the matrix. Because the matrix crumbles so easily, specimens from this area are rarely seen.
|This rare and beautiful cluster of North Carolina Emeralds in a matrix of
black Biotite Mica, white Feldspar, clear Quartz, and black schorl
tourmaline. There is also a tinge of the well known Hiddenite rust coloring.
We procured this specimen from a mineral dealer who purchased the
Junior McKinney "Gem Shop" inventory a few years after Junior's death
( see http://docsouth.unc.edu/blueridgeparkway/content/6988/ ).
There was a tag glued on the specimen many years ago to prevent "tag
switching" on valuable specimens in Juniors shop. The McKinney family
owned several mines in the Spruce Pine/Hiddenite area and were one of
the most respected experts on NC minerals and gems.(The Crabtree
Emerald Mine is located on McKinney Mine Road).
As nearly as we can measure what is exposed, there are emeralds that
measure 15 x 8mm,15 x 5mm, 8 x 3.5mm and 6 x 4.4mm plus multiple
other small emeralds. There may be more still hidden in the matrix. Based
upon information we obtained about the Gem Shop, we believe these are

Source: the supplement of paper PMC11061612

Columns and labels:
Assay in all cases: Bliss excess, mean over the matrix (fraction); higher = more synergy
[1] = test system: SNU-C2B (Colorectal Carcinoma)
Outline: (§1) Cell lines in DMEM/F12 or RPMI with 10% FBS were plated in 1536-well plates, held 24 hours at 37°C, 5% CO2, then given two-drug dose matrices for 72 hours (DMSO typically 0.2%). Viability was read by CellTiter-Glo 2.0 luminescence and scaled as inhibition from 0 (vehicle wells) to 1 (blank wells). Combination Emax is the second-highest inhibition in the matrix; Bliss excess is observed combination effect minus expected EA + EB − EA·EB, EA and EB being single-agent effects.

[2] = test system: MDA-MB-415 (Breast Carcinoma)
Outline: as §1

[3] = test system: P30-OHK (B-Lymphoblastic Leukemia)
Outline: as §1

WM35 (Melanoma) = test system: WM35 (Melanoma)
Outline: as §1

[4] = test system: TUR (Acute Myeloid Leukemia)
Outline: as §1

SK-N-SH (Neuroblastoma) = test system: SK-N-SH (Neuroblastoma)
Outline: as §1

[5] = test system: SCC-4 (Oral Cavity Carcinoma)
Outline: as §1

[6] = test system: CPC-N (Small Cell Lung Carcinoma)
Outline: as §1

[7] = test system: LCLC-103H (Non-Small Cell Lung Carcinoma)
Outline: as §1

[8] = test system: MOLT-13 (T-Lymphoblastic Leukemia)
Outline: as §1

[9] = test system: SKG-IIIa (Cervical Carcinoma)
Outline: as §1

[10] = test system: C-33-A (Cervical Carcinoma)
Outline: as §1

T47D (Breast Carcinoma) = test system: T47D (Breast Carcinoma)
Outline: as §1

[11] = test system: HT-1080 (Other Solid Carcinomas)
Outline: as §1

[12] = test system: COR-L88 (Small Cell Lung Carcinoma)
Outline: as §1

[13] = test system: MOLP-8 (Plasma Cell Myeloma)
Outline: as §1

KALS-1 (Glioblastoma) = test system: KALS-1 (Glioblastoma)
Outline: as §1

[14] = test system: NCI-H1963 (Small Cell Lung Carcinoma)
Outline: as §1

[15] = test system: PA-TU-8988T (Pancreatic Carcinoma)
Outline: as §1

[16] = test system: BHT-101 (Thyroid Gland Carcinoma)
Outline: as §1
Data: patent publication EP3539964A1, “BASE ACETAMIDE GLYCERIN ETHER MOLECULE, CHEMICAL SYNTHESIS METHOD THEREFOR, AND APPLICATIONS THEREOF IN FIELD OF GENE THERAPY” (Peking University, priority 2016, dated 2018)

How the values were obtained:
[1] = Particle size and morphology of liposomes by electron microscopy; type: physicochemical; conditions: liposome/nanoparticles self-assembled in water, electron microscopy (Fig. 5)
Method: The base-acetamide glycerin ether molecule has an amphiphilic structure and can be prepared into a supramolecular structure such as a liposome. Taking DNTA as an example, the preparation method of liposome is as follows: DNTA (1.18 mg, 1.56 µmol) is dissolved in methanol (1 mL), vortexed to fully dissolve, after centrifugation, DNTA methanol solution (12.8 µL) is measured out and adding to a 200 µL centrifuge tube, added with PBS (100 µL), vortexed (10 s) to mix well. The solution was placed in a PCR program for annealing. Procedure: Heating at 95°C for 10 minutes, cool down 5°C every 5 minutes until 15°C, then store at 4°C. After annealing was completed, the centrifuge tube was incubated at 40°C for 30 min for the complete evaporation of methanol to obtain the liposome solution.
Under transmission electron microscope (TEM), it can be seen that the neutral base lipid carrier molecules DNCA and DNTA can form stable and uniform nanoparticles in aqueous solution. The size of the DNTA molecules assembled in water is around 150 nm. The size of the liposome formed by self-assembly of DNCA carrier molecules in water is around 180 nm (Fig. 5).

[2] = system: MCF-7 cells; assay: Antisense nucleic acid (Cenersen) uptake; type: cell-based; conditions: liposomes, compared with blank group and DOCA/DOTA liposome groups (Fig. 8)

from the 1970's. These specimens are almost impossible to find.
We made a trip to Spruce Pine and showed this specimen to several
dealers...all said it was worth in the $1k+ range and suggested we remove
the old price tag (we did) which read 200.00 which had been changed
years ago to read 1200.00 then 1300.00 in pencil or water soluble ink that
faded (This can be seen in the first top left photo...click to enlarge it). Our
sale price is based upon what we paid for it. This price is firm.
This piece weighs 6.48 oz or 0.4 lb (184g)
measures 3 x 2.2 x 1.59 inches (7.6 x 5.6 x 4 cm)
Rare Cluster of NC
Emeralds in matrix from the
Junior McKinney Collection
|This is a rare and large matrix specimen of bright green Emeralds in Quartz
and Feldspar Matrix with Black Tourmaline(Schorl) and minor Garnets. It is from
the Crabtree Emerald Mine in Spruce Pine, Mitchell Co., North Carolina. We
procured this specimen from a Gem dealer in Watertown, South Dakota. He
got it years ago as a gift from an old friend of his. We were very lucky to find this
Large Cabinet display specimen! This specimen could be slabbed into many
pieces for making jewelry and cabochons. There are Emeralds showing on
several sides and who knows what is in the middle of this piece? These
specimens are almost impossible to find.
This piece weighs 39.5oz or 2.47 lb (1121g)
measures 4.1 x 4 x 2.87 inches (10.5 x 10.2 x 7.3 cm)
Rare Large Specimen of NC
Emeralds in matrix from the
Crabtree Emerald Mine